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Essex doctor struck off for writing fake prescriptions

A doctor was caught writing fake prescriptions when he ordered menopause medicine for a pregnant woman.

Dr Mohammad Khan admitted accessing patient information and writing prescriptions under randomly selected names for the benefit of a family friend living in Pakistan.

Dr Khan was as a locum in the emergency department of Broomfield Hospital, Chelmsford, Essex at the time.

A medical tribunal has now struck him off because of his “unsafe” behaviour.

Dr Khan prescribed two medicines associated with gynaecological conditions under two randomly selected names from the hospital’s database on 11 March 2018.

However, he was caught when pharmacists queried why he had prescribed medication normally used to help with the menopause to a pregnant woman.

They also questioned why Dr Khan had written the other prescription for a patient who had not attended A&E for at least five months.

‘Kind intention’

During a hearing at the Medical Practitioners Tribunal Service, Dr Khan told the tribunal: “There was a storm of turmoil going on inside of me whether to go ahead and do this.”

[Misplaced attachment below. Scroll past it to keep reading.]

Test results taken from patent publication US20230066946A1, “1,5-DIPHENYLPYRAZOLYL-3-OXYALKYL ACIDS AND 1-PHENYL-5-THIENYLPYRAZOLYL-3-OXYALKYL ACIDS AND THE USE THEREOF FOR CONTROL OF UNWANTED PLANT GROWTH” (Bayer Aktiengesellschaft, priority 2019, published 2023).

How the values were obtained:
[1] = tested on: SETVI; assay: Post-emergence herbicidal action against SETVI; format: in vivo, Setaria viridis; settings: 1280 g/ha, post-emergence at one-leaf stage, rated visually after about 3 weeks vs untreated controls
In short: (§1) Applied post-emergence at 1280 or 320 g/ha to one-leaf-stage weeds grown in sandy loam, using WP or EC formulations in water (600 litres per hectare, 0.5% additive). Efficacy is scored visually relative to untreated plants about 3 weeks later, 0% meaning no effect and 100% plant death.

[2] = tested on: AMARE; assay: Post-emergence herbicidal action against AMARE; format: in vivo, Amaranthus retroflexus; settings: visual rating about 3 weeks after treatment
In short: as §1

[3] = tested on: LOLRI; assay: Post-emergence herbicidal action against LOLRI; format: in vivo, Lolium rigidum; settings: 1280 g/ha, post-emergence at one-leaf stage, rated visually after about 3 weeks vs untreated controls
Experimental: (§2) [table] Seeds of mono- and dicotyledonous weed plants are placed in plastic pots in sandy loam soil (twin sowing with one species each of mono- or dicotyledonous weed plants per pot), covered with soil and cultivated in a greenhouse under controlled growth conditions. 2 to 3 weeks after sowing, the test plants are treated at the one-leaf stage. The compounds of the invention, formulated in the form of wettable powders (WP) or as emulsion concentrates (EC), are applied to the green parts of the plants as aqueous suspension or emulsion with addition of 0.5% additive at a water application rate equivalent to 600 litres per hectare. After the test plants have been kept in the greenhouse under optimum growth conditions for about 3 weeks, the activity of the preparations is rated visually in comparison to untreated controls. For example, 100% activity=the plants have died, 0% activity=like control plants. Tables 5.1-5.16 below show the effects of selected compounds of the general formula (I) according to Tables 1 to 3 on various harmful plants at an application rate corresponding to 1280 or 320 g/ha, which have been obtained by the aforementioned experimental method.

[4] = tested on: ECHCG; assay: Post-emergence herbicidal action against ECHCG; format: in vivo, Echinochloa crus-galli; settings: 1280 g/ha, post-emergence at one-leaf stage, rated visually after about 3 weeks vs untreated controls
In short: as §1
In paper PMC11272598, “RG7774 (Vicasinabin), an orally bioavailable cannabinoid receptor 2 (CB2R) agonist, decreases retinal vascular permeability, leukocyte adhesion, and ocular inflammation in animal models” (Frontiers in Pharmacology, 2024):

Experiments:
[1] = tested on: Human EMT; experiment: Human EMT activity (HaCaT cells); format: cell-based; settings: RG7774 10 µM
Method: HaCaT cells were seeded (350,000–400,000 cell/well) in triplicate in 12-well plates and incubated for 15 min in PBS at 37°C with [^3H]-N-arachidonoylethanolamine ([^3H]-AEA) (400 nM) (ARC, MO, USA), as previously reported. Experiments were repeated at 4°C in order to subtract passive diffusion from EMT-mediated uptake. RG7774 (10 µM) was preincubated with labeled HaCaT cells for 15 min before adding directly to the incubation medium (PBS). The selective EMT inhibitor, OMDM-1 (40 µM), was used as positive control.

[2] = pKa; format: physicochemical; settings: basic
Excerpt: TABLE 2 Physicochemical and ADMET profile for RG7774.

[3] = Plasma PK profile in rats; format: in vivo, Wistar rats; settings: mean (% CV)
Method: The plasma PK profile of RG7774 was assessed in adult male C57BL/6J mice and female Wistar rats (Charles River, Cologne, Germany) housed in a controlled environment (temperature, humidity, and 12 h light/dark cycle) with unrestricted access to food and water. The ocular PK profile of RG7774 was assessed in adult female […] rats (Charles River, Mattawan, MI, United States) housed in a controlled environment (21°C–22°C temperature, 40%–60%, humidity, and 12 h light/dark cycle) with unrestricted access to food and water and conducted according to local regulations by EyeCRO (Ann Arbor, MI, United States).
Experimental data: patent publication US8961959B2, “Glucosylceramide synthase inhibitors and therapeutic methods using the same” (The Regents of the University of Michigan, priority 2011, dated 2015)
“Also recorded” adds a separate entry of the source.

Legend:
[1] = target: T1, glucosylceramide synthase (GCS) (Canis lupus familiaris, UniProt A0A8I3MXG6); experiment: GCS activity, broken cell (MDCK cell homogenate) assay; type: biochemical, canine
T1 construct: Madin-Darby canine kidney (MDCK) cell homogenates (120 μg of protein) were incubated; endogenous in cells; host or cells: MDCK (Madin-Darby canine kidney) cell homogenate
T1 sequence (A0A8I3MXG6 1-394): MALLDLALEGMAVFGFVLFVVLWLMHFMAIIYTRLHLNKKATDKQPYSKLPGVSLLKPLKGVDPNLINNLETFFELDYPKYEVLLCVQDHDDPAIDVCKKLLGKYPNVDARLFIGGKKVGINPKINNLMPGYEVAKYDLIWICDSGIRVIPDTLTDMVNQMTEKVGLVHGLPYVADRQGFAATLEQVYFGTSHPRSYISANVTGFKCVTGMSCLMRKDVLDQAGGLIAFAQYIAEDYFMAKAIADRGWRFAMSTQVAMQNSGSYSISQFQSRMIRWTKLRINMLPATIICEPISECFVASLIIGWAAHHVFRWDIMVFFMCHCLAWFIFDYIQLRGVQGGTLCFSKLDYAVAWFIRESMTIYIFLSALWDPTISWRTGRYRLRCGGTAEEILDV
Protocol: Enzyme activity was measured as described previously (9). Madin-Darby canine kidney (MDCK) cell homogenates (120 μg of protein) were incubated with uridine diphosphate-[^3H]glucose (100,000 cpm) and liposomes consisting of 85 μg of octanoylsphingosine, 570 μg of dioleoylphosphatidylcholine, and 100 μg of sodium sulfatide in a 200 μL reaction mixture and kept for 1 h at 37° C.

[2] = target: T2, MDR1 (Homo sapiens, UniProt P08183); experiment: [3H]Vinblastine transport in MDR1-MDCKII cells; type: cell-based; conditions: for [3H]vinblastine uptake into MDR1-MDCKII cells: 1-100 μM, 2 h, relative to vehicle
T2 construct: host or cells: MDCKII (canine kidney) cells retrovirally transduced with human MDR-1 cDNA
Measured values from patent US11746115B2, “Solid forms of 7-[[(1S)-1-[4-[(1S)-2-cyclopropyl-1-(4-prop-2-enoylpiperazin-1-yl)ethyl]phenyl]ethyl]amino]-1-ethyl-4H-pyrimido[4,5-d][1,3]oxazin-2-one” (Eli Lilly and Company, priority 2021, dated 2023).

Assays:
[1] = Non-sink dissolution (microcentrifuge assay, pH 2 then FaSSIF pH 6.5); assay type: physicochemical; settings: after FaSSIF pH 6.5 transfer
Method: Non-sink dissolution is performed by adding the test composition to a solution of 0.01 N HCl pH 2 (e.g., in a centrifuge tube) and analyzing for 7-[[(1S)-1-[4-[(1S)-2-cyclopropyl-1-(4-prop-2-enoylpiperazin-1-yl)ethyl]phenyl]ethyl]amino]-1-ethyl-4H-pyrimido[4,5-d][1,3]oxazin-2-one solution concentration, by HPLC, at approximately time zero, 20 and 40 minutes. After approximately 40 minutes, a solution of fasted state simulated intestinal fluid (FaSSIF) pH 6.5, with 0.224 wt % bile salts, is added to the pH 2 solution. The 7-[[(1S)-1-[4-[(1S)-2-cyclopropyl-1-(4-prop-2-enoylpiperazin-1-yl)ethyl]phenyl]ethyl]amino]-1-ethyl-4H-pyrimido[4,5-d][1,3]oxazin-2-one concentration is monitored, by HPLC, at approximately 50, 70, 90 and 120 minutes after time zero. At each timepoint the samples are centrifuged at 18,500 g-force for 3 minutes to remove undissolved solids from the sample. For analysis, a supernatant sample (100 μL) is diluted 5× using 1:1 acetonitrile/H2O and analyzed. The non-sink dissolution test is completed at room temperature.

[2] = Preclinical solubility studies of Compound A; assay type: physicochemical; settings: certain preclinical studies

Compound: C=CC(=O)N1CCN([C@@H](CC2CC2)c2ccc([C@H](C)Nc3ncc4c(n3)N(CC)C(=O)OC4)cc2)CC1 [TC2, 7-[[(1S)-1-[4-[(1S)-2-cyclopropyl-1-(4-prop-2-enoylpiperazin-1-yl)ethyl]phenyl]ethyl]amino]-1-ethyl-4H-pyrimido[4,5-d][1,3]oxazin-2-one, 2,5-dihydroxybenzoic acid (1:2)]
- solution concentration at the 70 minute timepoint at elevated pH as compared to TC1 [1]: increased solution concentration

He added that he was “ashamed” of his actions, was just “trying to help a friend” and his actions had “kind intentions”.

Mid Essex Hospital Services Trust, which run Broomfield Hospital, did not conduct an internal investigation because Dr Khan was agency staff, but he was immediately dismissed.

The tribunal criticised Dr Khan’s “unsafe” actions that could have caused future medical problems for his friend and the other patients because of inconsistencies in their medical records.

At a hearing on 5 July, Dr Khan’s fitness to practise medicine was deemed impaired and he was erased from the medical register.

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BBC News – Health

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